Ductile Definition and Examples (Ductility)

What Is Ductility?

Long, thin wire.
A ductile material can be drawn into a long, thin wire. PM Images, Getty Images

Ductile definition: Ductility is a physical property of a material associated with the ability to be hammered thin or stretched into wire without breaking. A ductile substance can be drawn into a wire.

Examples: Most metals are good examples of ductile materials, including gold, silver, copper, erbium, terbium, and samarium. Examples of metals that are not very ductile include tungsten and high-carbon steel. Nonmetals are not generally ductile.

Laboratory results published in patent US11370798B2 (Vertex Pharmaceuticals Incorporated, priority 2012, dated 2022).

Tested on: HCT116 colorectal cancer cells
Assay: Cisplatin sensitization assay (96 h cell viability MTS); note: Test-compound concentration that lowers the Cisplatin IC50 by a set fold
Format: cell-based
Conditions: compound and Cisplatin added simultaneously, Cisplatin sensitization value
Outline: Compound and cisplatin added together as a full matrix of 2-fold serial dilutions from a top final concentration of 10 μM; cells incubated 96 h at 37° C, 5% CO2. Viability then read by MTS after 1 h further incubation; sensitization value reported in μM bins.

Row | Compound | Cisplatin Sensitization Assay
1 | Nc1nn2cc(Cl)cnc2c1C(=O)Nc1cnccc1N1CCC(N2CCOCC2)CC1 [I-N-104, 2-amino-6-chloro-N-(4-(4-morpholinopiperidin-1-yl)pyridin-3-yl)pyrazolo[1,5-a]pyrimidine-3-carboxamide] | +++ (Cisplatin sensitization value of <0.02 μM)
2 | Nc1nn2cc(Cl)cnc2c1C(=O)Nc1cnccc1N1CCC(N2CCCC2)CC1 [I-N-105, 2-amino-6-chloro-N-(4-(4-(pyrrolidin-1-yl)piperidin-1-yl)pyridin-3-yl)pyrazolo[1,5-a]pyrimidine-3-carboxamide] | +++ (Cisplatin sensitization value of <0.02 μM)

Ductility Versus Malleability

Ductility and malleability are not the same. You can think of ductility as the capacity of a material to be drawn into a wire without fracturing. A malleable material can be pounded into a very thin sheet. Most metals are both malleable and ductile.